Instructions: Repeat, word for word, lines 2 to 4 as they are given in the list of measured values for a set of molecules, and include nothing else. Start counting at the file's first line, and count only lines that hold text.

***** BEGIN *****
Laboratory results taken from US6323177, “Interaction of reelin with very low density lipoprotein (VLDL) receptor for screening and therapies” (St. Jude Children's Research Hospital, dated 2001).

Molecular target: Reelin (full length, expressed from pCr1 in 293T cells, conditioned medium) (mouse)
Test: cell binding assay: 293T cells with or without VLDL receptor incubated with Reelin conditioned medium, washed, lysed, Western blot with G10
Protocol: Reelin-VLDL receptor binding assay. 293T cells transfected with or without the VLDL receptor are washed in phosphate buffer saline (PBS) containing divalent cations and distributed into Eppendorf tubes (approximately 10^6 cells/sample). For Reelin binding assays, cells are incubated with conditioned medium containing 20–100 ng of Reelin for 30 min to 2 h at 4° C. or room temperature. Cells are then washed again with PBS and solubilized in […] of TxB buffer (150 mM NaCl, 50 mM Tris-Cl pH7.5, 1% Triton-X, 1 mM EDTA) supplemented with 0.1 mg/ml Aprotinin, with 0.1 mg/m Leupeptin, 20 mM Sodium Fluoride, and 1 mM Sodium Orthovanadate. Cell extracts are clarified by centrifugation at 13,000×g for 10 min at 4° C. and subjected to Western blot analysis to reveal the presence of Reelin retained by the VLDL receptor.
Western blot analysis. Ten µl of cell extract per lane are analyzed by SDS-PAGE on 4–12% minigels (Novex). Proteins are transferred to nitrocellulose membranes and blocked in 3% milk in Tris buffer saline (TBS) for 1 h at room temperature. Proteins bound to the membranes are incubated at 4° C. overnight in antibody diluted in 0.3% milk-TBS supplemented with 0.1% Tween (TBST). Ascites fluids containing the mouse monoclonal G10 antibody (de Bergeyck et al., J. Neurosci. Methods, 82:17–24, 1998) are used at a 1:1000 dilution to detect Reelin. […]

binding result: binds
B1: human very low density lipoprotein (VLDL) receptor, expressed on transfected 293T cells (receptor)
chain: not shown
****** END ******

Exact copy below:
Molecular target: Reelin (full length, expressed from pCr1 in 293T cells, conditioned medium) (mouse)
Test: cell binding assay: 293T cells with or without VLDL receptor incubated with Reelin conditioned medium, washed, lysed, Western blot with G10
Protocol: Reelin-VLDL receptor binding assay. 293T cells transfected with or without the VLDL receptor are washed in phosphate buffer saline (PBS) containing divalent cations and distributed into Eppendorf tubes (approximately 10^6 cells/sample). For Reelin binding assays, cells are incubated with conditioned medium containing 20–100 ng of Reelin for 30 min to 2 h at 4° C. or room temperature. Cells are then washed again with PBS and solubilized in […] of TxB buffer (150 mM NaCl, 50 mM Tris-Cl pH7.5, 1% Triton-X, 1 mM EDTA) supplemented with 0.1 mg/ml Aprotinin, with 0.1 mg/m Leupeptin, 20 mM Sodium Fluoride, and 1 mM Sodium Orthovanadate. Cell extracts are clarified by centrifugation at 13,000×g for 10 min at 4° C. and subjected to Western blot analysis to reveal the presence of Reelin retained by the VLDL receptor.